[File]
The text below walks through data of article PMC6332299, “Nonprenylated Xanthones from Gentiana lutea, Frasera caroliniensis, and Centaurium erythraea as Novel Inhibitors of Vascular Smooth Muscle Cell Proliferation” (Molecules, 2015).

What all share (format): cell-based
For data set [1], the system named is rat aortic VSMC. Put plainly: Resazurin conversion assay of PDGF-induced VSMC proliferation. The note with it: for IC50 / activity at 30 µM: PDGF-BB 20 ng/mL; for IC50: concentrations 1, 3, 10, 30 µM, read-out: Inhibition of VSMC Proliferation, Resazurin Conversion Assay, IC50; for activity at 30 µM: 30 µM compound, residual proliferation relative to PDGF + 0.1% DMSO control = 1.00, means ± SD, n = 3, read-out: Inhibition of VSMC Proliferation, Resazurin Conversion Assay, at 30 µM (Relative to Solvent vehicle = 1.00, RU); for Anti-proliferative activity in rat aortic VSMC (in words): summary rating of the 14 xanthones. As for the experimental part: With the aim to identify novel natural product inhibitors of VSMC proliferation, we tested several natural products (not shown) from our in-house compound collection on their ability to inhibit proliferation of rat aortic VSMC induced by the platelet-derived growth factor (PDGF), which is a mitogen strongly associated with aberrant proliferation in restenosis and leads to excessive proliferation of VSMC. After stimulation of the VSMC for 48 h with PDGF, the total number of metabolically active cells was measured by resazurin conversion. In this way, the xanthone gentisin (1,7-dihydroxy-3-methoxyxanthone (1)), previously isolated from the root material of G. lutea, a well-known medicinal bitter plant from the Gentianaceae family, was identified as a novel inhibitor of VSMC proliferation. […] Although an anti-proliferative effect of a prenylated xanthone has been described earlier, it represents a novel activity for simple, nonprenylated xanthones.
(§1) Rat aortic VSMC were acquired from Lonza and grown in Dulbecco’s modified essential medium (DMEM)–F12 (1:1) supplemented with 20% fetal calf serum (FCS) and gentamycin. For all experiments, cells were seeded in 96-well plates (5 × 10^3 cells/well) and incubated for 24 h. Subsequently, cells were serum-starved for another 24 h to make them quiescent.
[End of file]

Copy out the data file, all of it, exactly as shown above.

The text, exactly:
The text below walks through data of article PMC6332299, “Nonprenylated Xanthones from Gentiana lutea, Frasera caroliniensis, and Centaurium erythraea as Novel Inhibitors of Vascular Smooth Muscle Cell Proliferation” (Molecules, 2015).

What all share (format): cell-based
For data set [1], the system named is rat aortic VSMC. Put plainly: Resazurin conversion assay of PDGF-induced VSMC proliferation. The note with it: for IC50 / activity at 30 µM: PDGF-BB 20 ng/mL; for IC50: concentrations 1, 3, 10, 30 µM, read-out: Inhibition of VSMC Proliferation, Resazurin Conversion Assay, IC50; for activity at 30 µM: 30 µM compound, residual proliferation relative to PDGF + 0.1% DMSO control = 1.00, means ± SD, n = 3, read-out: Inhibition of VSMC Proliferation, Resazurin Conversion Assay, at 30 µM (Relative to Solvent vehicle = 1.00, RU); for Anti-proliferative activity in rat aortic VSMC (in words): summary rating of the 14 xanthones. As for the experimental part: With the aim to identify novel natural product inhibitors of VSMC proliferation, we tested several natural products (not shown) from our in-house compound collection on their ability to inhibit proliferation of rat aortic VSMC induced by the platelet-derived growth factor (PDGF), which is a mitogen strongly associated with aberrant proliferation in restenosis and leads to excessive proliferation of VSMC. After stimulation of the VSMC for 48 h with PDGF, the total number of metabolically active cells was measured by resazurin conversion. In this way, the xanthone gentisin (1,7-dihydroxy-3-methoxyxanthone (1)), previously isolated from the root material of G. lutea, a well-known medicinal bitter plant from the Gentianaceae family, was identified as a novel inhibitor of VSMC proliferation. […] Although an anti-proliferative effect of a prenylated xanthone has been described earlier, it represents a novel activity for simple, nonprenylated xanthones.
(§1) Rat aortic VSMC were acquired from Lonza and grown in Dulbecco’s modified essential medium (DMEM)–F12 (1:1) supplemented with 20% fetal calf serum (FCS) and gentamycin. For all experiments, cells were seeded in 96-well plates (5 × 10^3 cells/well) and incubated for 24 h. Subsequently, cells were serum-starved for another 24 h to make them quiescent.